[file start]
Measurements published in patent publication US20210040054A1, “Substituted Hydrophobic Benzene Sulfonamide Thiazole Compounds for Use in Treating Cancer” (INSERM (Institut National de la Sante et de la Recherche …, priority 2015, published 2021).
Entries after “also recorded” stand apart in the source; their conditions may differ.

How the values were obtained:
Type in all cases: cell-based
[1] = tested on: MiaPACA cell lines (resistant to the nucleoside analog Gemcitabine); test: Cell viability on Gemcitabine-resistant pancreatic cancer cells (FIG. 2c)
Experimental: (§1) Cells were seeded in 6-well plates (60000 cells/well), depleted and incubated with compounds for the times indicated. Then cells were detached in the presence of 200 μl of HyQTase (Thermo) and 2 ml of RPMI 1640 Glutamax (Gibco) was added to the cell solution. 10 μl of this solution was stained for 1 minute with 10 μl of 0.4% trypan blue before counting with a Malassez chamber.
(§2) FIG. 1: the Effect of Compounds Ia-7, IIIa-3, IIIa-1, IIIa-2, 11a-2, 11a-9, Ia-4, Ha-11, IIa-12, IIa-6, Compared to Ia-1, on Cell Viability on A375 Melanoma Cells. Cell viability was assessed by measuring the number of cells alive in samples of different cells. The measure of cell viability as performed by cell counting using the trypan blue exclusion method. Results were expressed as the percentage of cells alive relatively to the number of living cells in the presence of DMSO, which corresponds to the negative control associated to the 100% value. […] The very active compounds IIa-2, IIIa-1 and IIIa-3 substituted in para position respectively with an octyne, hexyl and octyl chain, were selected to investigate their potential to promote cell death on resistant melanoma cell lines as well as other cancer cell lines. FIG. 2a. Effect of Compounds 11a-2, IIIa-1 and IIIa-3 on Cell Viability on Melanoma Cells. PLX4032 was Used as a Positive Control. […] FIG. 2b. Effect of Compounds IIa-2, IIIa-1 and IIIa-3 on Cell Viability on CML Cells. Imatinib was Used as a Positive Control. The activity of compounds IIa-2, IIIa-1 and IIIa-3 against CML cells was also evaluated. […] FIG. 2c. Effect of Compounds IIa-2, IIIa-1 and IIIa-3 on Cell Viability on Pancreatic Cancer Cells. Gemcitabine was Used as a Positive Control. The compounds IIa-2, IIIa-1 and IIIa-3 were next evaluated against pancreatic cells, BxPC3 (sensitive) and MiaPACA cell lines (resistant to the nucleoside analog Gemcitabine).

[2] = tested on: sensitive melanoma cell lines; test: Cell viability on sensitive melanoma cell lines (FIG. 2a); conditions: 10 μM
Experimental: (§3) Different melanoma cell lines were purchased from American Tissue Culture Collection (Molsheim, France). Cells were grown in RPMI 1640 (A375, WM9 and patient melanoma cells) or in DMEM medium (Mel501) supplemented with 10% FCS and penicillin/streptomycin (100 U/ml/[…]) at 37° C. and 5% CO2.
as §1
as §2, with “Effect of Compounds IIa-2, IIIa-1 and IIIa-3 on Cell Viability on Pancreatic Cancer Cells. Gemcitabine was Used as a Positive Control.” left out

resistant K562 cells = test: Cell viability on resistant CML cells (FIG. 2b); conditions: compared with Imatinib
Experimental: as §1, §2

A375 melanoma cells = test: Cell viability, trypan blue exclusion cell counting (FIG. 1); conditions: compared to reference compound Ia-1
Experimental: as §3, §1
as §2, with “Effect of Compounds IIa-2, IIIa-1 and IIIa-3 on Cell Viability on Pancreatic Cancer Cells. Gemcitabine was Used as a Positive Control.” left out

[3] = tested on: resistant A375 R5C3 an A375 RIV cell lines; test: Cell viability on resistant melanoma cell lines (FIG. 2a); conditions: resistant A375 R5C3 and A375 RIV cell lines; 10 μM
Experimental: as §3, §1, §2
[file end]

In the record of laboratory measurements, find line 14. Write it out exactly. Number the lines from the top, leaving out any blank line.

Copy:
A375 melanoma cells = test: Cell viability, trypan blue exclusion cell counting (FIG. 1); conditions: compared to reference compound Ia-1